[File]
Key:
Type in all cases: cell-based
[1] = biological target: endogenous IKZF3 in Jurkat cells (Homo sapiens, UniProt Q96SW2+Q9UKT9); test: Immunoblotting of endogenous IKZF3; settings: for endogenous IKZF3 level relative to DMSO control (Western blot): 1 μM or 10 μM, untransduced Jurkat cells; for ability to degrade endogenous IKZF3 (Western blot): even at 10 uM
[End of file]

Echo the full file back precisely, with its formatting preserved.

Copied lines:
Key:
Type in all cases: cell-based
[1] = biological target: endogenous IKZF3 in Jurkat cells (Homo sapiens, UniProt Q96SW2+Q9UKT9); test: Immunoblotting of endogenous IKZF3; settings: for endogenous IKZF3 level relative to DMSO control (Western blot): 1 μM or 10 μM, untransduced Jurkat cells; for ability to degrade endogenous IKZF3 (Western blot): even at 10 uM